Carousel of Happiness is a magical menagerie featuring 56 whimsical, hand-carved animals on a restored 1910 Looff carousel, turning to the music of a 1913 Wurlitzer band organ.
Nederland, Colorado: Frozen Dead Guy Shed
"Grandpa" Bredo Morstoel died in 1989, was frozen, and has been stored on this private property since 1994. Perhaps best to visit during "Frozen Dead Guy Days" in March. Ice turkey bowling, parade of hearses.
The statue was constructed in 1966, eleven years after the Manhattan Centennial celebration that inspired George Filinger to write the story of Johnny Kaw. The 1955 centennial committee had trouble getting people and the media interested in Kansas history. Filinger, a professor of horticulture at Kansas State University, believed that a tall tale character might spark interest. He created Johnny Kaw to be Kansas' answer to other heroes like Paul Bunyan and Pecos Bill. Johnny created the Kansas landscape, geography and pioneer trails.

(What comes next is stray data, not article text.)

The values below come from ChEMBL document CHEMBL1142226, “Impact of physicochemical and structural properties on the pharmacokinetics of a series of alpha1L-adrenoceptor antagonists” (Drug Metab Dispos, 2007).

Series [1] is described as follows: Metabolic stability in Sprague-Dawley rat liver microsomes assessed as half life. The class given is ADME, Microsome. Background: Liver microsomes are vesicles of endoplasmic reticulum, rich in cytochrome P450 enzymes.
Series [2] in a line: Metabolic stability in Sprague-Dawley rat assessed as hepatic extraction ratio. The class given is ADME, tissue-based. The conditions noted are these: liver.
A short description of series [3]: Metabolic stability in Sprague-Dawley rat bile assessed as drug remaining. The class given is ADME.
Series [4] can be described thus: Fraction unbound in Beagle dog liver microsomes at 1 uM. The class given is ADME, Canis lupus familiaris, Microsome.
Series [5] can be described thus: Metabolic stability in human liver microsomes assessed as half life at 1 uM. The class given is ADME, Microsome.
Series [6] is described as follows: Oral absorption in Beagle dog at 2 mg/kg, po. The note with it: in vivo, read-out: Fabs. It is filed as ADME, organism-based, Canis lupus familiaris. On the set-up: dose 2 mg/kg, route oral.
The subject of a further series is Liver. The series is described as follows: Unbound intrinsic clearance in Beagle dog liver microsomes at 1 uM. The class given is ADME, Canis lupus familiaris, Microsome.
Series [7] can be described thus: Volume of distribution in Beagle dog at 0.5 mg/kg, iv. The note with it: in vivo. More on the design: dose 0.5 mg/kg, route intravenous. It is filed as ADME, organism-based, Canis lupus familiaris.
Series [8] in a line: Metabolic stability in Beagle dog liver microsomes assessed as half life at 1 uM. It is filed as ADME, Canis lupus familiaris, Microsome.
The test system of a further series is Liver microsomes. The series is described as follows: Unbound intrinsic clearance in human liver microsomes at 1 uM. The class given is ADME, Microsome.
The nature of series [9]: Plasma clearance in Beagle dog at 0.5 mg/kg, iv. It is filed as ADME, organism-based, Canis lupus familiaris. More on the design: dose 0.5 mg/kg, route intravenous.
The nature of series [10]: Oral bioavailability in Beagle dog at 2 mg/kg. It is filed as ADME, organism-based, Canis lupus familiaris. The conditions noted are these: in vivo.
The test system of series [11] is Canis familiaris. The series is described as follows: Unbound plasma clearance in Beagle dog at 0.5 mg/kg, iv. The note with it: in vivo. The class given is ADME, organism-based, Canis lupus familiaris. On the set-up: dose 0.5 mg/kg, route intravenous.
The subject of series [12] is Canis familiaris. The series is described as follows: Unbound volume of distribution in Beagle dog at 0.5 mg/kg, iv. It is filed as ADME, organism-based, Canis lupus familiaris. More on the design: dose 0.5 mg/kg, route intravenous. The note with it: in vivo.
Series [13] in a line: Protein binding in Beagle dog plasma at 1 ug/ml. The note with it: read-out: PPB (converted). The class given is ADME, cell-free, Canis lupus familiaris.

He dug the Kaw River Valley, planted wheat, invented sunflowers, and grew giant potatoes. Johnny even controlled the weather, lopping the funnels off tornadoes and wringing out the clouds to end droughts. His pets were the Wildcat and the Jayhawk, who, though fast friends, enjoyed a good scrap now and then. The result of their fights was the Dust Bowl. Johnny didn't take kindly to Paul Bunyan tromping down his wheat so he had quite a fight with the other big fellow and used his nose to plow the Mississippi River Bed. He even went west and helped Finn McCool dig the Grand Canyon and then piled up the rubble to form the Rocky Mountains. Filinger had a fine tall tale imagination and his stories captured the interest of people across the state. Johnny was intended to be a Kansas figure, not simply a local Manhattan one, and he was careful to include as much of Kansas as he could.